According to lexicographers, the term theosophia is composed of two Greek words – theos, "god," and sophos, "wise." So far, correct. But the explanations that follow are far from giving a clear idea of Theosophy.
Fourth Annual Convention — April 27-28
American Section of the Theosophical Society
Palmer House, Chocago, Illinos

                                                       
 
 
Message delivered on behalf of H. P. Blavatsky by Bertram Keightley, afternoon session, April 27, 1890. The following cablegram was received by William Q. Judge just after adjournment:
 
LONDON, APRIL 26, 1890
 

Letter from H. P. Blavatsky, dated April 7, 1889. Read by William Q. Judge, morning session, April 28, 1889 to the Third Annual Convention of the American Section
Second Annual Convention — April 22-23
American Section of the Theosophical Society
Sherman House, Chicogo, Illinos

 
A letter from H. P. Blavatsky, dated April 3, 1888. Read by William Q. Judge, afternoon session, April 22, 1888.

This leaflet is intended as resource material for Theosophical Branches. It is available in Microsoft Word format so that your own branch contact details can be added and provided to people interested in this topic. Anyone, however is welcome to download this document.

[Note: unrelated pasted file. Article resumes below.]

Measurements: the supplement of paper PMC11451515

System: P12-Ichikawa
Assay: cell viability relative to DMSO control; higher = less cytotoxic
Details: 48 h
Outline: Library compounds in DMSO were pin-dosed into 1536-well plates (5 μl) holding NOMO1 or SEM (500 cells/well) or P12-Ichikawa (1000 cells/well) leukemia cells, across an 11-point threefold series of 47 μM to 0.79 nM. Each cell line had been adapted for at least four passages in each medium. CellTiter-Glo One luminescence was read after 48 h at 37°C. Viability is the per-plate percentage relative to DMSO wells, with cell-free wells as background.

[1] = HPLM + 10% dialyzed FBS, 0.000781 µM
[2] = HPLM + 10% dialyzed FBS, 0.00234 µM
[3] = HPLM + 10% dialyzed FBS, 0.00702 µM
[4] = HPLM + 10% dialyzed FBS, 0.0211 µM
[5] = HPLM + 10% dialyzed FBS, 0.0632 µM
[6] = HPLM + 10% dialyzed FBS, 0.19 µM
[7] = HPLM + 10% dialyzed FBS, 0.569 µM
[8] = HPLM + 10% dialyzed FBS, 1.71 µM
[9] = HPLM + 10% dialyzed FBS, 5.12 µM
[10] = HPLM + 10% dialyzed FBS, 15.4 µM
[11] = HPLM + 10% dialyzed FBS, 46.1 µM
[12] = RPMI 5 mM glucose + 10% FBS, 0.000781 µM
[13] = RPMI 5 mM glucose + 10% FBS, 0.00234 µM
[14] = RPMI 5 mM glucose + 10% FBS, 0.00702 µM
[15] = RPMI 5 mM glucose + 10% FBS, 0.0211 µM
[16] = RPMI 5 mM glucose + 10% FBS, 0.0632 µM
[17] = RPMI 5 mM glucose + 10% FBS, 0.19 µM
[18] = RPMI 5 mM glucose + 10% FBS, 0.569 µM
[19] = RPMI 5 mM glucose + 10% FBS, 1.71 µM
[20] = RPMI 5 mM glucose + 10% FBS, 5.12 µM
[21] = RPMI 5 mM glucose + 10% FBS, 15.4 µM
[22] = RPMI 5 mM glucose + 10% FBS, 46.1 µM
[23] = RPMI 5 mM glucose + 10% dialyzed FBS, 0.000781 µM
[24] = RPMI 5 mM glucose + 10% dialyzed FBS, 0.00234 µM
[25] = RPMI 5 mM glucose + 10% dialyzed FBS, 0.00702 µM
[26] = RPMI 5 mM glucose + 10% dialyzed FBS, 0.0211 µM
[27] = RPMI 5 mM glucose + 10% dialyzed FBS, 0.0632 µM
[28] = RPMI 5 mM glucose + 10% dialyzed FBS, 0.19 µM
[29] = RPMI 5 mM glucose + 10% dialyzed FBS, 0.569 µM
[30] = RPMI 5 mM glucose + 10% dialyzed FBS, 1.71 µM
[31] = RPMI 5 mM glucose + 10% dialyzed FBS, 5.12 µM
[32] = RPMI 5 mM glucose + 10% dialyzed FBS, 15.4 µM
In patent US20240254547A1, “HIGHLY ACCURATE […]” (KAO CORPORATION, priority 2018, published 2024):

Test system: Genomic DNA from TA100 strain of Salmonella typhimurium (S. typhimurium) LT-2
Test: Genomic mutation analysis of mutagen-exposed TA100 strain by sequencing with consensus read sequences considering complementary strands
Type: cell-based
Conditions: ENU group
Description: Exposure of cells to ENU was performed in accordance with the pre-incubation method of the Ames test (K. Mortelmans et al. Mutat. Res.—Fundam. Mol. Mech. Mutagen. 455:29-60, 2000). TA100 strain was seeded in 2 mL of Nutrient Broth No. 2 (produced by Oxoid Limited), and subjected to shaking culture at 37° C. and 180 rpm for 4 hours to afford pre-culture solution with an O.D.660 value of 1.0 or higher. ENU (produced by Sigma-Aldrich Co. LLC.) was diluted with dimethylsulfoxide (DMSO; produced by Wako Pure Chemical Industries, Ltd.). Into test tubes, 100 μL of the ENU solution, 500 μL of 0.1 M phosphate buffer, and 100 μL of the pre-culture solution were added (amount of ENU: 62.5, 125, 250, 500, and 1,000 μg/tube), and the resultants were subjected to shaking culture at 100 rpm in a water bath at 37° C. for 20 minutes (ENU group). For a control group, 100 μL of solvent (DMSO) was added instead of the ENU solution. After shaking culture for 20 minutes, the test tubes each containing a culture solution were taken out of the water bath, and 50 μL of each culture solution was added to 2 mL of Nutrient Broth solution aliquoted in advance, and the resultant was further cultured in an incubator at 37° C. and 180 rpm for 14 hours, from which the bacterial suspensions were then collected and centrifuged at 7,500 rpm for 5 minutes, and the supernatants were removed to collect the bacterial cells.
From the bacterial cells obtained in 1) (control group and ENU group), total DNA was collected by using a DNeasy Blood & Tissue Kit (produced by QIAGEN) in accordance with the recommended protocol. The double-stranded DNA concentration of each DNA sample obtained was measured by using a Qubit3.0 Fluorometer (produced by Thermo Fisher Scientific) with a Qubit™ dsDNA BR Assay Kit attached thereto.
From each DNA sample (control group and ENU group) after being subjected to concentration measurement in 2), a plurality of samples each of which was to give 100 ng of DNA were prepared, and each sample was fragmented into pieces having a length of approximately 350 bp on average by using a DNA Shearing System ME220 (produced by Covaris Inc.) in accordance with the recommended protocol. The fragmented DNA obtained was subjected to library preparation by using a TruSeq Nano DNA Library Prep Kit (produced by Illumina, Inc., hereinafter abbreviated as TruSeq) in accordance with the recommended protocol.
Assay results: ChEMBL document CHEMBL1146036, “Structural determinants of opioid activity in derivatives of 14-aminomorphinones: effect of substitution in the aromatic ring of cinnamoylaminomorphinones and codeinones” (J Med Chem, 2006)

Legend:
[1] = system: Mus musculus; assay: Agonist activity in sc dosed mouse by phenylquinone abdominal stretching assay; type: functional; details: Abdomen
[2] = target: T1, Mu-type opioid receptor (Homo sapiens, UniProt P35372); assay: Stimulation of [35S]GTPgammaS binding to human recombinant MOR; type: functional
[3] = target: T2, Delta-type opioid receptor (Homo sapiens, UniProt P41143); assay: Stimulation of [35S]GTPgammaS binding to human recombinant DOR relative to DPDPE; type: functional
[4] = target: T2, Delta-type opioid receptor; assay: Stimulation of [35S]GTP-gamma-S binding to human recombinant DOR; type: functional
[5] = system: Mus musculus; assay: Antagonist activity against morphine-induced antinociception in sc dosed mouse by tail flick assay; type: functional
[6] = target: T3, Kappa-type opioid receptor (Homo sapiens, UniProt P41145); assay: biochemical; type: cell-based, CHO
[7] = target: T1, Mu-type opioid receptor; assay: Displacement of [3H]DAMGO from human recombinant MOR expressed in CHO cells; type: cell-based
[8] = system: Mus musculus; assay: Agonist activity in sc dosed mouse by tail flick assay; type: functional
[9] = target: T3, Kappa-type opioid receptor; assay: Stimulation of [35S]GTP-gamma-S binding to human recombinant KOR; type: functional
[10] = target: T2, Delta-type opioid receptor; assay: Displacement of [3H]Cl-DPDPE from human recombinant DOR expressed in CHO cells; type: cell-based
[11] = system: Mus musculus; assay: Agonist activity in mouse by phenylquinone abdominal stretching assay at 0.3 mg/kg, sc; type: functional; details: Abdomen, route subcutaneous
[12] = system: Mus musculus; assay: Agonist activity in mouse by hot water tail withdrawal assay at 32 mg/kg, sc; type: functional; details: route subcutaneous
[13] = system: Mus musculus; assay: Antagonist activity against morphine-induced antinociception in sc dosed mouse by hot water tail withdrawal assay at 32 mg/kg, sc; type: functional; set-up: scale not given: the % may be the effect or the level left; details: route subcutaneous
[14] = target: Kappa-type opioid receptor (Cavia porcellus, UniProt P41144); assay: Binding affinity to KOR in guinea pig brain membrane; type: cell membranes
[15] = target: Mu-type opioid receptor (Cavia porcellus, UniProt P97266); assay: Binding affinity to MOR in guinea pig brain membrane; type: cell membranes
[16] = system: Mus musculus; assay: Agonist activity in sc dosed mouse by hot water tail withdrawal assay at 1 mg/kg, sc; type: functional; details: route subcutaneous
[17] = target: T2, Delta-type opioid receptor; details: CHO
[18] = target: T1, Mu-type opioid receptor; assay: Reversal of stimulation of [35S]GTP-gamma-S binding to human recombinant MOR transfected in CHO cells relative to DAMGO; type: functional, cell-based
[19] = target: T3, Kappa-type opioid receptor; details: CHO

Download The Theosophical Emblem

 

Courstey of The Theosophical Society in America

 

There are several special days celebrated in the Theosophcial Society's calendar. These are Adyar Day, White Lotus Day and Founder Day. The reason for them being especially called out are described below.

 

Adyar Day - 17th February each year

By Ananya S. Rajan

Originally printed in the January-February 2005 issue of Quest magazine. 
Citation: Rajan, Ananya S. “The History of Adyar Day” Quest  93.1 (JANUARY-FEBRUAY 2005): 32

 

The Theosophical Society, while cooperating with all other bodies whose aims and activities make such cooperation possible, is and must remain an organisation entirely independent of them, not committed to any objects save its own, and intent on developing its own work on the broadest and most inclusive lines, so as to move towards its own goal as indicated in and by the pursuit of those objects and that Divine Wisdom which in the abstract is implicit in the title, ‘The Theosophical Society’.

Since Universal Brotherhood and the Wisdom are undefined and unlimited, and since there is complete freedom for each and every member of the Society in thought and action, the Society seeks ever to maintain its own distinctive and unique character by remaining free of affiliation or identification with any other organisation.

Resolution passed by the General Council of The Theosophical Society, 1949

 

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Society Obects

  1. To form a nucleus of the universal brotherhood of humanity, without distinction of race, creed, sex, caste, or colour.
  2. To encourage the study of comparative religion, philosophy and science.
  3. To investigate unexplained laws of nature and the powers latent in humanity.

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600 020 Chennai,